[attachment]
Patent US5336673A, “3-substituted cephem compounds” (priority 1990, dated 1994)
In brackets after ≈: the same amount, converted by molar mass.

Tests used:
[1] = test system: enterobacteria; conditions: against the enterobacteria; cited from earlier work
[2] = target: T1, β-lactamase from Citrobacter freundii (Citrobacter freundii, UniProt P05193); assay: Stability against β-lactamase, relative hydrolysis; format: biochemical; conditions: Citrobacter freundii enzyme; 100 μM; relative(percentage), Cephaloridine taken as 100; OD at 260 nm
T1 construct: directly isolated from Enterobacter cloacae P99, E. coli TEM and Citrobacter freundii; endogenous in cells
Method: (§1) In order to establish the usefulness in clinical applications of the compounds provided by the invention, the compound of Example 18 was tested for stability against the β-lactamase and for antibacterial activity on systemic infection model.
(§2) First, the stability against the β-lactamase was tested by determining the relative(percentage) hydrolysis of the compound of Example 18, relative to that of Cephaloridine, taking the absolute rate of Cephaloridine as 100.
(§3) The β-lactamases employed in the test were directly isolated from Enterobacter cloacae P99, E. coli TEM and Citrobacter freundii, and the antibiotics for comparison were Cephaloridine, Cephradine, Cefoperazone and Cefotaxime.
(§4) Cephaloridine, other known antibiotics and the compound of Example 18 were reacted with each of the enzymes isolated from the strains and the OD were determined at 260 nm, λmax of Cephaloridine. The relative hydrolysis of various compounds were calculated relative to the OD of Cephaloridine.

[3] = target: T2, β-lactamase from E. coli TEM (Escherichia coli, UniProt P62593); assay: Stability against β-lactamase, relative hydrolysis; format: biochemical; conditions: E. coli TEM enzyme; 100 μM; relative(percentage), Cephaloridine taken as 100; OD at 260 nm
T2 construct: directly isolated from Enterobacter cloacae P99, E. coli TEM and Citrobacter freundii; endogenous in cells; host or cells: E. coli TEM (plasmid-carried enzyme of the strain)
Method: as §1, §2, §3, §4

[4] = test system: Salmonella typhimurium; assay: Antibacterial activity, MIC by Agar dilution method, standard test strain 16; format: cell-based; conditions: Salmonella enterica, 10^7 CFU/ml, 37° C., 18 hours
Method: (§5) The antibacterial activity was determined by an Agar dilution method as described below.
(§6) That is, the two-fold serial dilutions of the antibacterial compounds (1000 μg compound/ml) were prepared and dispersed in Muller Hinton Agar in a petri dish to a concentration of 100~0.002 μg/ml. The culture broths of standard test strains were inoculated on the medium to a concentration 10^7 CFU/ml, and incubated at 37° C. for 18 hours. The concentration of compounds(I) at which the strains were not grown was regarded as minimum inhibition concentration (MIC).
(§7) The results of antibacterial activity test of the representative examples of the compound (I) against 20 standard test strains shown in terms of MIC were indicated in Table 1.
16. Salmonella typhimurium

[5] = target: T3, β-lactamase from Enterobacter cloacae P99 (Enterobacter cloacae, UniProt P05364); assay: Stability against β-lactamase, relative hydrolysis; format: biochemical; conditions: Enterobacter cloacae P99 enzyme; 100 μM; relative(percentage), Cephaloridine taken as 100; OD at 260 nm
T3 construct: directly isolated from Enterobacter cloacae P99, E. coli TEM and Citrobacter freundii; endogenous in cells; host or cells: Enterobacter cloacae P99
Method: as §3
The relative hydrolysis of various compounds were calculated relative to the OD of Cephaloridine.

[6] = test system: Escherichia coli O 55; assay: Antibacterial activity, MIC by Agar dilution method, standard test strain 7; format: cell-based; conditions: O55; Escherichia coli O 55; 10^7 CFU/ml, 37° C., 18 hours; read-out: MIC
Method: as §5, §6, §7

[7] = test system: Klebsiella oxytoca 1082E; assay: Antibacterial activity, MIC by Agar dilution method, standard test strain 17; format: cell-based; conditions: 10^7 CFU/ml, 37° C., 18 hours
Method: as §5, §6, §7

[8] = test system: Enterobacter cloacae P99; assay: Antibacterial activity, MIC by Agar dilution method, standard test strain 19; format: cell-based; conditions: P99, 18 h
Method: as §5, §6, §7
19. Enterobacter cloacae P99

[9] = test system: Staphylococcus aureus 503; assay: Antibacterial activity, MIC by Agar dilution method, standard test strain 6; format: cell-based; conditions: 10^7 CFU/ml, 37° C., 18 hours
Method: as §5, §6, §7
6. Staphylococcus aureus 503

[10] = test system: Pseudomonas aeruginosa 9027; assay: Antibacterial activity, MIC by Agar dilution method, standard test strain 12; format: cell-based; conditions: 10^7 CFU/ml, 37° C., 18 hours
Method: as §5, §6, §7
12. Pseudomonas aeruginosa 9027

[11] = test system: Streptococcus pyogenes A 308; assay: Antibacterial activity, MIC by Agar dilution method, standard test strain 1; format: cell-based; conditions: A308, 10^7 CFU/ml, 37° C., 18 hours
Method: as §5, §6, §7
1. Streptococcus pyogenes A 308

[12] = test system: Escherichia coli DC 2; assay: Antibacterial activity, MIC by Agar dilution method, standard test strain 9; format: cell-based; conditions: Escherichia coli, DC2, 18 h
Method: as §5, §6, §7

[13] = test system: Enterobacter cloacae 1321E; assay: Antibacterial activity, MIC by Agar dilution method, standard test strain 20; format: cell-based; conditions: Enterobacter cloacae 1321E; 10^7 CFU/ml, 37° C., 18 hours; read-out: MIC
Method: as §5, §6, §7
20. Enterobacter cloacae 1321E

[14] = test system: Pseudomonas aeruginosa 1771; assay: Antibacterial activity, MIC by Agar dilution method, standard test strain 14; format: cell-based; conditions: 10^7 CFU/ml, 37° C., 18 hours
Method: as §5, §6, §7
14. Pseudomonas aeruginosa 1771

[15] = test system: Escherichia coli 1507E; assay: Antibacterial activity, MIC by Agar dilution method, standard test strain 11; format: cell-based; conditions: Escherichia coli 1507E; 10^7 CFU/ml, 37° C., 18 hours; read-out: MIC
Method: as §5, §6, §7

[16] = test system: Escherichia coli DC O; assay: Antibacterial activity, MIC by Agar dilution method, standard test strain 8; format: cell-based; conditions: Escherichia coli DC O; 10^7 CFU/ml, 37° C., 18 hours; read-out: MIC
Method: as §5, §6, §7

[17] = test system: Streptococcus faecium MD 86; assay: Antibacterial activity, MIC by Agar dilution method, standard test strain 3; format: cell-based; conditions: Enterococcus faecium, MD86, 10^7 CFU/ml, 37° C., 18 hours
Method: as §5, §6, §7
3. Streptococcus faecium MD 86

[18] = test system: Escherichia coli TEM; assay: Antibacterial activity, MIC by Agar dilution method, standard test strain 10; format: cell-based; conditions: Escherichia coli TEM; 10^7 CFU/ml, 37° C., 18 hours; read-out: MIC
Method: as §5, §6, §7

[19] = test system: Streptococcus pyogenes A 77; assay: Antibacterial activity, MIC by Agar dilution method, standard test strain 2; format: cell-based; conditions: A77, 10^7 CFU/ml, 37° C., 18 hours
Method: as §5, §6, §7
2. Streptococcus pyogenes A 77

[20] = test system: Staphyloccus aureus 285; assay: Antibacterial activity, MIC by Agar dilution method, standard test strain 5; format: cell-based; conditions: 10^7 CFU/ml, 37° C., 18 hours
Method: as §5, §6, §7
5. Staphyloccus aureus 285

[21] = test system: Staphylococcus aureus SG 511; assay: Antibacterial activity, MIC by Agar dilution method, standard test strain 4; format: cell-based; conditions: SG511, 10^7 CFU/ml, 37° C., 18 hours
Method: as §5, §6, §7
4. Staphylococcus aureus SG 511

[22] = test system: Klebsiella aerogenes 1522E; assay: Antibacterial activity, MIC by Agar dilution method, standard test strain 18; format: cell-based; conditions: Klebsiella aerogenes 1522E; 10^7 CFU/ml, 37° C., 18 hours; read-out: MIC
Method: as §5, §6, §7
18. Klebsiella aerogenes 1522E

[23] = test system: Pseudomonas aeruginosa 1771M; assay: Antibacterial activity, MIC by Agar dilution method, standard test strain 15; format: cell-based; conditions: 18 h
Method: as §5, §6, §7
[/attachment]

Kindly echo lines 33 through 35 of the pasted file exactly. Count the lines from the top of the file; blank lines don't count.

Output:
[10] = test system: Pseudomonas aeruginosa 9027; assay: Antibacterial activity, MIC by Agar dilution method, standard test strain 12; format: cell-based; conditions: 10^7 CFU/ml, 37° C., 18 hours
Method: as §5, §6, §7
12. Pseudomonas aeruginosa 9027